Well, I have to bow to your research, and it has taught me lots, but I will say that the Whitbread Gravity Book makes far more sense than some of the brewer's logs that you have published. Depending upon date, ..... Sod it I will not bother with that.

cleansing two to four degrees above ... On what planet do you reside. No Way!

Ron Pattinson said...

Graham, take a look at a post I'm about to make. It's the cleansing/racking gravities of Barclay Perkins beers in 1936.

Ron Pattinson said...

Graham, I would also add that FG's vary much more than SG's. In the logs, they often vary by 3 or 4 points. And in the Whitbread Gravity Book you see the same thing, especially in draught beer.

But you are correct that the real FG of the Younger's beers would have been lower than I've indicated.

Ron Pattinson said...

To be honest, colour worries me far more than FG. With Younger's beers.

Though their Stouts had some interesing ingredients. As we should find out on Wednesday. If Kristen does his thing.

Graham Wheeler said...

I too am rather flummoxed about colour, in the Whitbread Gravity book at least.

One of the problems of the old Series 52, brown scale, colour glasses is that there was not enough red in them for dark beers, giving colour matching errors. Whitbread overcame this by using red glasses in conjunction with the brown glasses. Adding the densities of the glasses used should give you the colour density of the beer. The colours have never seemed right to me.

The EBC glasses were introduced to correct the red deficiency by incorporating red into the EBC glasses. The scale was also realigned slightly.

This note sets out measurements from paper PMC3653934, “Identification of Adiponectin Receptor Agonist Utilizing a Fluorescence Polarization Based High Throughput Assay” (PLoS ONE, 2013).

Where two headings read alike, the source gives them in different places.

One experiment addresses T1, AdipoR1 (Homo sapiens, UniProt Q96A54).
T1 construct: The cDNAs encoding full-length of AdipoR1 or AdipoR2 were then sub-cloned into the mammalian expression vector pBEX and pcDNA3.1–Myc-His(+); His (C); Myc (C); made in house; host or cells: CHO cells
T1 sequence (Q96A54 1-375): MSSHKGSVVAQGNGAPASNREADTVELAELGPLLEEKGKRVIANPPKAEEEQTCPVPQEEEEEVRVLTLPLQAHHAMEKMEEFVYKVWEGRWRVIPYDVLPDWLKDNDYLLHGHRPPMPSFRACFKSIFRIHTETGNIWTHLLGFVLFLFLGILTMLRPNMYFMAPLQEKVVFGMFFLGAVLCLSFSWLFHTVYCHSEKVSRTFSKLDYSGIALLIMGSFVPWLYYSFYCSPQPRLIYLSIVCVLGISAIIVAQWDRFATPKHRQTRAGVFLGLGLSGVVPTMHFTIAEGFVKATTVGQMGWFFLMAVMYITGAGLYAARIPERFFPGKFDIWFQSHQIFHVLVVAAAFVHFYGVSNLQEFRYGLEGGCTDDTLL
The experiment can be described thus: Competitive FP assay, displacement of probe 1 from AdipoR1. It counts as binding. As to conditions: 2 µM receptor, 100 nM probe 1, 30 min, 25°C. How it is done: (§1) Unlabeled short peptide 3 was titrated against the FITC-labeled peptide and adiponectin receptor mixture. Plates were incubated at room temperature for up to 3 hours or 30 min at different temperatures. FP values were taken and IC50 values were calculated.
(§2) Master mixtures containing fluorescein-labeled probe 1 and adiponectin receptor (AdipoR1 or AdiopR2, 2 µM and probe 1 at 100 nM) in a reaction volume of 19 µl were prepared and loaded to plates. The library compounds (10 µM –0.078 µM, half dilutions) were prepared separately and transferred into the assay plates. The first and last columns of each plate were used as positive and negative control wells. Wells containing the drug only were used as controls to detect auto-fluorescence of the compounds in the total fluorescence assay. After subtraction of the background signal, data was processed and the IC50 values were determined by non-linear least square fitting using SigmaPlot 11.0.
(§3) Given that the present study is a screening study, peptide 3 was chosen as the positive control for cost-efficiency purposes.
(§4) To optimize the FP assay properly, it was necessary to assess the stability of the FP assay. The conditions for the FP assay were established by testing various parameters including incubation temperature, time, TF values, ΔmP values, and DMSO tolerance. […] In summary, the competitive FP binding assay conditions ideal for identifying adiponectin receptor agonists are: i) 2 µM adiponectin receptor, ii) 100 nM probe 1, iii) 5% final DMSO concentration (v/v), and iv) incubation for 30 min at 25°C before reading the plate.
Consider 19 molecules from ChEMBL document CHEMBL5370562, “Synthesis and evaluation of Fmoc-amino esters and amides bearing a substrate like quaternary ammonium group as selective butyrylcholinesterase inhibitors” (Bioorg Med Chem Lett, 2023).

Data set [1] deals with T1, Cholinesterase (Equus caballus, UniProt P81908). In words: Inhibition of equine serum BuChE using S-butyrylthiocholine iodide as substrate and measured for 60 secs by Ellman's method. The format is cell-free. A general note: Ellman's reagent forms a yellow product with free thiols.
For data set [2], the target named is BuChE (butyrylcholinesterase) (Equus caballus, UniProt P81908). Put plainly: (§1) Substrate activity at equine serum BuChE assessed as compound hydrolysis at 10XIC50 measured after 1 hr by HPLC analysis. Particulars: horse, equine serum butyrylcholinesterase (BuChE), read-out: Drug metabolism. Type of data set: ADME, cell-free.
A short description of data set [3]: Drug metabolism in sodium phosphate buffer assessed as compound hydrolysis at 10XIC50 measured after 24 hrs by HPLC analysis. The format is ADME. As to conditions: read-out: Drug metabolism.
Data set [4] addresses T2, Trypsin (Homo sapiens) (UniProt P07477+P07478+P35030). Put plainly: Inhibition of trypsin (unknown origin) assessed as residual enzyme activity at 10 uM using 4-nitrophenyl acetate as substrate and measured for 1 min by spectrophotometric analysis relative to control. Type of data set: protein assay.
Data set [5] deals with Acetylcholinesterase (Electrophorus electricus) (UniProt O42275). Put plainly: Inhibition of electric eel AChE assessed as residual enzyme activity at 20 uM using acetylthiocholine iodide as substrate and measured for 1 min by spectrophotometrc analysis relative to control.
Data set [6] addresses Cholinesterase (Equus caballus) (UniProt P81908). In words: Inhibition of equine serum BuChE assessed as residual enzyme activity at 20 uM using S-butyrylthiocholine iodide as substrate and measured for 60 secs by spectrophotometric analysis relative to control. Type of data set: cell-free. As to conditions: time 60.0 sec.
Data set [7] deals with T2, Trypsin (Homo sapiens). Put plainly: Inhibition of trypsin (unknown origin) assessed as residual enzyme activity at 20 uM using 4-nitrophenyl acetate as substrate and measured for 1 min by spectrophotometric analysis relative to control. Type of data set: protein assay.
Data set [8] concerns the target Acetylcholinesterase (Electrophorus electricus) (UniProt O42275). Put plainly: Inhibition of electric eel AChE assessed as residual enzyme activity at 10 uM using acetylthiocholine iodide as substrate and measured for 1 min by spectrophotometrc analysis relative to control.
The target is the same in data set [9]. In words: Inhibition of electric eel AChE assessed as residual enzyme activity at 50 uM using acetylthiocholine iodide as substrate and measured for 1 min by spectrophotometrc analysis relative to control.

In one of your very recent showings of the gravity book; Scotch ales 1925+ you can see the Whitbread transition, in the 1950s, from the Series 52 to EBC. The colour approximately doubles suddenly. At most I would expect a difference of a couple of points.

This seems to indicate that Whitbread were using a non-standard path-length in their Series 52 colour determinations, perhaps half-inch rather than the one-inch standard of the day.

Either that or I am missing something really obvious, but it does explain why colour has bothered me on occasions.

Some of the colours in the "Let's brew Wednesday" posts also confuse me, but that is probably a different story.

The Americans still use the old Series 52 glasses to this day, and at half-inch path length too. I wonder if they bother to stack a red glass in front for dark beers.

Ron Pattinson said...

Graham, Whitbread generally used a 1 inch cell. Except for Stouts, when they used a 1/16 inch cell.

I would love to know how to convert the old colour measurements into EBC values.

Kristen England said...

There is no conversion. I've talked with a professor in the US that does light optics stuff with physics and on the side he does beer colors with his fancy equipment. The problem he said is that they are total different measurements that the current ones. He said there is no 'correlation' and what I would have to do is use their technique on new current beers where the current EBC is known and then 'back calculate'.

Graham,

John Keeling had a very good point about the color of beers. Even if you hit the logs right on there could be colorants they add in the cask that would never be in the logs.